If thing else, the twelve papers assembled in this volume should lay to rest the idea that the interesting debates about the nature of science are still being conducted by internalists vs. externalists, rationalists vs. arationalists, n or even rmative epistemologists vs. empirical sociologists of kwledge. Although these distinctions continue to haunt much of the theoretical discussion in philosophy and sociology of science, our authors have managed to elude their strictures by finally getting beyond the post-positivist preoccupation of defending a certain division of labor among the science studies disciplines. But this is hardly to claim that our historians, philosophers, sociologists, and psychologists have brought about an end of ideology, or even an era of good feelings, to their debates. Rather, they have drawn new lines of battle which center more squarely than ever on practical matters of evaluating and selecting methods for studying science. To get a vivid sense of the new terrain that was staked out at the Yearbook conference, let us start by meditating on a picture. The front cover of a recent collection of sociological studies edited by one of us (Woolgar 1988) bears a stylized picture of a series of lined up open books presented in a typical perspective fashion. The global shape comes close to a trapezium, and is composed of smaller trapeziums gradually decreasing in size and piled upon each other so as to suggest a line receding in depth. The perspective is stylized too.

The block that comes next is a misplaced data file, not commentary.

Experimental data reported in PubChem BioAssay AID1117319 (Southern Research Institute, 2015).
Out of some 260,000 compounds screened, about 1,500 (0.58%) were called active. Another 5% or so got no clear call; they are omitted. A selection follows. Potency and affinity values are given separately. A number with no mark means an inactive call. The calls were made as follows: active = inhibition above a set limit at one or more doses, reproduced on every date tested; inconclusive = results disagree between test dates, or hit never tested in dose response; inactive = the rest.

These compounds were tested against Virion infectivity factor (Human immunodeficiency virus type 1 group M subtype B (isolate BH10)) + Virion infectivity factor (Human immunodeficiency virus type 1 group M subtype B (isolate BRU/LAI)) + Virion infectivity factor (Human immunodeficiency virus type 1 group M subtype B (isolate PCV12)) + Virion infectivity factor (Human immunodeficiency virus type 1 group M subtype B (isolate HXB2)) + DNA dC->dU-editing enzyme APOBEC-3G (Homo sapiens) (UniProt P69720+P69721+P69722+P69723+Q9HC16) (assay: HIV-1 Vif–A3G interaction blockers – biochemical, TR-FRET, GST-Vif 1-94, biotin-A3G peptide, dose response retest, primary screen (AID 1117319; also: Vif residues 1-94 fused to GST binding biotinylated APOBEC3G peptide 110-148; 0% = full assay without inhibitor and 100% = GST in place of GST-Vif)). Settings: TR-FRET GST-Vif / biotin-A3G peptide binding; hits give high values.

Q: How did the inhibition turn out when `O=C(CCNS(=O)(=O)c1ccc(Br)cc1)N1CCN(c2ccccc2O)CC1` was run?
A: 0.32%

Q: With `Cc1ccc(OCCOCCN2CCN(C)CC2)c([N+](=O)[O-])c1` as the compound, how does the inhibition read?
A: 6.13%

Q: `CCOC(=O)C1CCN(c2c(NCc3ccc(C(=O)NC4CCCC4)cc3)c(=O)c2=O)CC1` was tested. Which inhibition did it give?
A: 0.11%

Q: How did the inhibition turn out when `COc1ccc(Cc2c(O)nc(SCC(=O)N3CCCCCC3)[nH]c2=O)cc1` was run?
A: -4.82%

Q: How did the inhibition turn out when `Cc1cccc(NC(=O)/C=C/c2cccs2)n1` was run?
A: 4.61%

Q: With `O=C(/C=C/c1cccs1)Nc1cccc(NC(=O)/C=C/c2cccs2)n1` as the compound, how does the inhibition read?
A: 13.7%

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Social Studies: General
Sociology of the Sciences Yearbook
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Marc de Mey, Steve Fuller, Steve Woolgar, T. Shinn